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What about the kids? How COVID has turned cruising with children into a liability

Family holidays are a huge part of cruising and hundreds of thousands of children take to the seas each year.  Whether it’s colourful waterslides, kids pools and shows, educational activities, arcades or so much more, many cruise ships are specially made to appeal to families to bring their kids on board.

But thanks to COVID, travelling with kids has suddenly become complicated. In the US, for instance, everywhere apart from Florida ships are required to have 95% of passengers vaccinated. Children are of course the last group to be eligible for their COVID vaccines, particularly kids younger than 12.  This creates a tension between cruise lines wanting families aboard but not wanting large numbers of unvaccinated passengers.

It’s particularly worrying for lines such as Royal Caribbean and Carnival, which have branded themselves as family friendly.

The effect has actually already been felt with two unvaccinated children testing positive on a Royal Caribbean cruise out of Florida on Adventure of the Seas. However, all their close contacts were vaccinated and returned negative results after being tested.

Houston mum and Carnival Cruise customer, Cherish Berryman told Click2Houston of her woes in trying to organise a cruise with her kids after booking for a Houston to Caribbean voyage on Carnival Vista, that left on July 3.

Ms Berryman had been unaware that her kids needed a special waiver, until she was flagged last minute while filling out a health assessment survey.

“I clicked that I was vaccinated and I submitted it, and then it came down to my children and I went to do Ivy’s and it said no because she wasn’t vaccinated because she’s 8-years-old and I was flagged.”

Ms Berryman was then told by Carnival customer service that she had to fill out waivers for her children, but it was too late.

“I said ‘Where?’ She couldn’t tell me where, and then she told me they’re no longer accepting the waivers and they’ve already met the 5% of unvaccinated passengers. She said I could still continue on the cruise, but the girls could not sail.”

“There should be a lot of different alerts and reminders for something that important as a waiver that can ruin a trip if it’s not filled out,” said Ms Berryman.

Carnival’s chief communications officer Chris Chiames responded apologetically.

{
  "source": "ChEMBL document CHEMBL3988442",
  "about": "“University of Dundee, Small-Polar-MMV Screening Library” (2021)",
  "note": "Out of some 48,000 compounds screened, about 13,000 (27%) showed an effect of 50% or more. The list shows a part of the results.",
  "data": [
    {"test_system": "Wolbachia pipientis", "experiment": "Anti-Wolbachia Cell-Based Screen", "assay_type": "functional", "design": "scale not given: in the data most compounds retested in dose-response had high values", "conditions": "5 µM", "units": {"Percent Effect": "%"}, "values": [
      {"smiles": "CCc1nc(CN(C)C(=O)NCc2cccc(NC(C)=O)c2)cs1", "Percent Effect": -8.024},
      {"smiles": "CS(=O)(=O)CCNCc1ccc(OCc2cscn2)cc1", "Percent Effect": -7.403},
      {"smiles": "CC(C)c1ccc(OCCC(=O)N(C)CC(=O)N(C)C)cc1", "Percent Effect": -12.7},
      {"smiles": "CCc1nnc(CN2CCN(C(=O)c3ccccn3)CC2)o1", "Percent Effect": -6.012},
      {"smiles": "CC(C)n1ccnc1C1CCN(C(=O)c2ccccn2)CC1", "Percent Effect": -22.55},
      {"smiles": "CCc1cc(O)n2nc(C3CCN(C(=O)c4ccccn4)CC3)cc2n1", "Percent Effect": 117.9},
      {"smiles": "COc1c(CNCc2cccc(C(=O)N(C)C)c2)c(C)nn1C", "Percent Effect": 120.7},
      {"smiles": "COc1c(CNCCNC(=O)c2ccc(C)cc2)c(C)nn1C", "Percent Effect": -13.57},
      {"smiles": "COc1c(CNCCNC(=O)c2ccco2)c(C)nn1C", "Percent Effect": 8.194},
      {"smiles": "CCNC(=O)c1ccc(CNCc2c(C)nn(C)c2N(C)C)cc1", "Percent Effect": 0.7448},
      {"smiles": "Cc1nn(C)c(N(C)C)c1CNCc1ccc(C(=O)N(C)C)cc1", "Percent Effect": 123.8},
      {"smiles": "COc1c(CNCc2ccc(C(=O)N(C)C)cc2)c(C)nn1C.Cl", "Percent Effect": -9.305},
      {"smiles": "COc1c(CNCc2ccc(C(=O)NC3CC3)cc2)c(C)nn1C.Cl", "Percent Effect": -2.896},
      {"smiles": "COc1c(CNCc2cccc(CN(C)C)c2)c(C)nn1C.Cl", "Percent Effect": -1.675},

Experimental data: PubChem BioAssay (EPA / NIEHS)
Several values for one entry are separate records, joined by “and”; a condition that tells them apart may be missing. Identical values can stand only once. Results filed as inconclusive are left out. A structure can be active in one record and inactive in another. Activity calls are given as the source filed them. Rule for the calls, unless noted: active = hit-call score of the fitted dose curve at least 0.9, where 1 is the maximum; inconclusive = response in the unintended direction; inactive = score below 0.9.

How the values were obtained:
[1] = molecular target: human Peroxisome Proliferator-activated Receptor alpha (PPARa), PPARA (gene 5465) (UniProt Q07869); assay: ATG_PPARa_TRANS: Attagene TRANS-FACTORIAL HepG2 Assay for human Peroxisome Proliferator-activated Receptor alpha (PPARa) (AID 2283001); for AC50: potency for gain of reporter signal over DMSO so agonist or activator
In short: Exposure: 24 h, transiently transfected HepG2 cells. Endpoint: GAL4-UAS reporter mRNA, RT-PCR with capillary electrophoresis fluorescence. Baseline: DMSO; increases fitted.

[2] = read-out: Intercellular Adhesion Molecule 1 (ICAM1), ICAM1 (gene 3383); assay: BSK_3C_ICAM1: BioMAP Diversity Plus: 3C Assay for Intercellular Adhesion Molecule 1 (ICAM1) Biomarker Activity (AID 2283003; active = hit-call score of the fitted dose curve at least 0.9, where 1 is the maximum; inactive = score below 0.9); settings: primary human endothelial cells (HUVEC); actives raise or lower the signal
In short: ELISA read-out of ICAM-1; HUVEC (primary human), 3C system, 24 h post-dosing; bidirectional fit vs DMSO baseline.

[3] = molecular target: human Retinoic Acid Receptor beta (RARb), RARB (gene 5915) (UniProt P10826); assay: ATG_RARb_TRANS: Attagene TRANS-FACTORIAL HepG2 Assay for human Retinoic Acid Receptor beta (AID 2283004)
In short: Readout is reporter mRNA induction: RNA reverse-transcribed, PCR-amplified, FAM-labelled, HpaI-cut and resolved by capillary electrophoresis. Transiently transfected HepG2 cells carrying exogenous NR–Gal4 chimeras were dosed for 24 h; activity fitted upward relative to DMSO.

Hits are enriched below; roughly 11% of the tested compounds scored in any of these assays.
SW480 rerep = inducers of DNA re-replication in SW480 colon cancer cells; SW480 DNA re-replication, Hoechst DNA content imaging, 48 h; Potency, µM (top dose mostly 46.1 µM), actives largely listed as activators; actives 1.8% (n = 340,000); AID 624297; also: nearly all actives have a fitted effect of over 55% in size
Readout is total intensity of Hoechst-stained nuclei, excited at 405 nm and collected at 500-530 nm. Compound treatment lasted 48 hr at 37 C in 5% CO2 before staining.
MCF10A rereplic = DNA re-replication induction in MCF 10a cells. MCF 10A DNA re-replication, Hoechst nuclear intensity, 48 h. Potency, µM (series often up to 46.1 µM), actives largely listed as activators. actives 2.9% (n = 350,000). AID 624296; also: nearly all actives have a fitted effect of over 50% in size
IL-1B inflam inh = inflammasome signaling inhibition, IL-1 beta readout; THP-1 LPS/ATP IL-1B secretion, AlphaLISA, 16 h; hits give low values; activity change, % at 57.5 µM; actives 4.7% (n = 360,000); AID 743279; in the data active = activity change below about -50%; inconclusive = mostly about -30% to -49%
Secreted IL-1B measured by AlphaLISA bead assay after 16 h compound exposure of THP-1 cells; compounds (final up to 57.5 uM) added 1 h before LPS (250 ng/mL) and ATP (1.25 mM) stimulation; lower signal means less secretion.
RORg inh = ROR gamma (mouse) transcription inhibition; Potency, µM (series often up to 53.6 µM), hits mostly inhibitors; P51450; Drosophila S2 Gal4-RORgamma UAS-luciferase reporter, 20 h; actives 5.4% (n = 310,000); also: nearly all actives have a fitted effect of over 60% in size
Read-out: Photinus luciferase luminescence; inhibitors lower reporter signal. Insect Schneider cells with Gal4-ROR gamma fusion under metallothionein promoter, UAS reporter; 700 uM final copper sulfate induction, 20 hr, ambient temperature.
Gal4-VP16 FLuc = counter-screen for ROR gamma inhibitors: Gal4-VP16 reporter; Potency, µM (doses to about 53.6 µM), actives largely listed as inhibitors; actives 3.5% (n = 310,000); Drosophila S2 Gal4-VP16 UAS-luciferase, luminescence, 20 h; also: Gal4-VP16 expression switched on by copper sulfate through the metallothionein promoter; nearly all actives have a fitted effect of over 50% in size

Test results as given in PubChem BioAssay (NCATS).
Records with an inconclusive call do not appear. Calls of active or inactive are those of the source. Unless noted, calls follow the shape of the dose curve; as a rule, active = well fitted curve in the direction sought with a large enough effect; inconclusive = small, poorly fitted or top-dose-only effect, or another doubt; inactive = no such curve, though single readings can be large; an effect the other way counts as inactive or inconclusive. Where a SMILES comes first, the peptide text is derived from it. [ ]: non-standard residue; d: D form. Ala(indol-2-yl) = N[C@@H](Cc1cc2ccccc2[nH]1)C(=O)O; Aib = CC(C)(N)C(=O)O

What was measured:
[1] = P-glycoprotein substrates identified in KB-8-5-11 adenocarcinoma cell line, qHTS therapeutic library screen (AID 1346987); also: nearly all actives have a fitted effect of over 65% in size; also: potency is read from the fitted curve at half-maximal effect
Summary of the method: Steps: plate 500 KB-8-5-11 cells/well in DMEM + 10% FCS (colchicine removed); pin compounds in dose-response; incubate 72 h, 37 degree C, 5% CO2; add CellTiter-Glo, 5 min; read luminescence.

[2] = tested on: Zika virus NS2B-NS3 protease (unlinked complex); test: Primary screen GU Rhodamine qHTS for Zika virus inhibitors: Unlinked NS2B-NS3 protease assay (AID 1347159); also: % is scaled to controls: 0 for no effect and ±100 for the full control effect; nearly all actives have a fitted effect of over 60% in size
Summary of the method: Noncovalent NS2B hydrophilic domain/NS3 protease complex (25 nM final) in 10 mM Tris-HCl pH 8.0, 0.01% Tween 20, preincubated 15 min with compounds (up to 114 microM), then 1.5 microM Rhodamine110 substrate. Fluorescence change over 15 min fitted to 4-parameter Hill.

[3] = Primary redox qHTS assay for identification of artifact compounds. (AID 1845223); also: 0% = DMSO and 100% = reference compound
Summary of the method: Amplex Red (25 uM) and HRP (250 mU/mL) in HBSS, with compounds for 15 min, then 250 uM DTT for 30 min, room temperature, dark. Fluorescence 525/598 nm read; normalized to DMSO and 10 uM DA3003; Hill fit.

“We know that Ms Berryman and her daughters are disappointed. We are disappointed for them, and we are very sorry that they will not be able to sail with us. We are in the business of giving our guests fun and memorable vacations, and having to cancel reservations is not something we enjoy doing. However, ultimately, we had to do so for a small number of guests because of the requirements we must meet during this initial return to guest operations.”

Perhaps another key takeaway of Ms Berryman’s story is that cruises are going to have more paperwork than you’re used to and you’ll need to keenly read over every detail to make sure you haven’t missed anything crucial.

More to the point, the sad reality is that it appears kids on cruise ships may be a rare sight for some time. This is particularly worrying in Australia where the vaccine rollout is lagging and it’s tough to imagine cruise not only returning, but returning with full families on board anytime soon.

To do the maths, Celebrity Edge recently was the first ship to depart the US in over a year. Celebrity Edge can fit 2900 passengers but was forced to sail at 40% capacity which is 1160 people. Of this 1160, legally 95% had to be vaccinated which is 1102 passengers, leaving room for only 58 unvaccinated children on board. Assuming two children per family, this would mean only 29 families getting to bring their kids on board, a shadow of the family-fun cruising that so many are used to.

This also assumes that lines will even be accepting children, many lines such as Norwegian Cruise Line aren’t accepting children on their returning cruises.

Their website reads: “The safety and security of our guests, crew and communities we visit is our number one priority. In order to provide the safest cruise experience possible, all guests and crew will need to be fully vaccinated for all sailings with embarkation dates prior to October 31, 2021. Therefore, minors who have not yet been eligible to be vaccinated will not be permitted to sail on these voyages. Minors who have been fully vaccinated are welcome to sail.”

It’s extra salt in the wounds for Australian’s who are clamouring for the return of cruise.  When it does return, they might not be able to set sail with their families alongside them.